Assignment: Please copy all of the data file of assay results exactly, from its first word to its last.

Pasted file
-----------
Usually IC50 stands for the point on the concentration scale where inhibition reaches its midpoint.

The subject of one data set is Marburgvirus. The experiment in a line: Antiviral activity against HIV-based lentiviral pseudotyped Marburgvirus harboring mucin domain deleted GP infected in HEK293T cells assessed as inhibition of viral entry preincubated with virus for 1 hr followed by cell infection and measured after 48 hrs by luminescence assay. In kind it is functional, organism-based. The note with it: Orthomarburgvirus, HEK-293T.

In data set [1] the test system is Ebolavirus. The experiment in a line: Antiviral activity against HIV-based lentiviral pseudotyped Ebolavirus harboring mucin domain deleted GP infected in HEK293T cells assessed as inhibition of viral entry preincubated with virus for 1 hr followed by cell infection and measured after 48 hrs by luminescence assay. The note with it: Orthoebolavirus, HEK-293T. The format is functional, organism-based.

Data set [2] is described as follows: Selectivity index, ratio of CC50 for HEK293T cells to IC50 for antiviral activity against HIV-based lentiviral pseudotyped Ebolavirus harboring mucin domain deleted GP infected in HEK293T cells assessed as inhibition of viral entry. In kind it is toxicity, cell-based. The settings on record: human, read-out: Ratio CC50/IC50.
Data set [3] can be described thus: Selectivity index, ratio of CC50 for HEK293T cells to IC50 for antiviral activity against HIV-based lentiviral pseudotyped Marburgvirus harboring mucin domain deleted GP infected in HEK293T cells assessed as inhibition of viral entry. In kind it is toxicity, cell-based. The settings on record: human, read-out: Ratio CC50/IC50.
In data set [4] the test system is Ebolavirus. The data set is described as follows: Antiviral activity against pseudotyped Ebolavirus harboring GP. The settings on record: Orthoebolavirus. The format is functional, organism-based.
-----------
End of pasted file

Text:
Usually IC50 stands for the point on the concentration scale where inhibition reaches its midpoint.

The subject of one data set is Marburgvirus. The experiment in a line: Antiviral activity against HIV-based lentiviral pseudotyped Marburgvirus harboring mucin domain deleted GP infected in HEK293T cells assessed as inhibition of viral entry preincubated with virus for 1 hr followed by cell infection and measured after 48 hrs by luminescence assay. In kind it is functional, organism-based. The note with it: Orthomarburgvirus, HEK-293T.

In data set [1] the test system is Ebolavirus. The experiment in a line: Antiviral activity against HIV-based lentiviral pseudotyped Ebolavirus harboring mucin domain deleted GP infected in HEK293T cells assessed as inhibition of viral entry preincubated with virus for 1 hr followed by cell infection and measured after 48 hrs by luminescence assay. The note with it: Orthoebolavirus, HEK-293T. The format is functional, organism-based.

Data set [2] is described as follows: Selectivity index, ratio of CC50 for HEK293T cells to IC50 for antiviral activity against HIV-based lentiviral pseudotyped Ebolavirus harboring mucin domain deleted GP infected in HEK293T cells assessed as inhibition of viral entry. In kind it is toxicity, cell-based. The settings on record: human, read-out: Ratio CC50/IC50.
Data set [3] can be described thus: Selectivity index, ratio of CC50 for HEK293T cells to IC50 for antiviral activity against HIV-based lentiviral pseudotyped Marburgvirus harboring mucin domain deleted GP infected in HEK293T cells assessed as inhibition of viral entry. In kind it is toxicity, cell-based. The settings on record: human, read-out: Ratio CC50/IC50.
In data set [4] the test system is Ebolavirus. The data set is described as follows: Antiviral activity against pseudotyped Ebolavirus harboring GP. The settings on record: Orthoebolavirus. The format is functional, organism-based.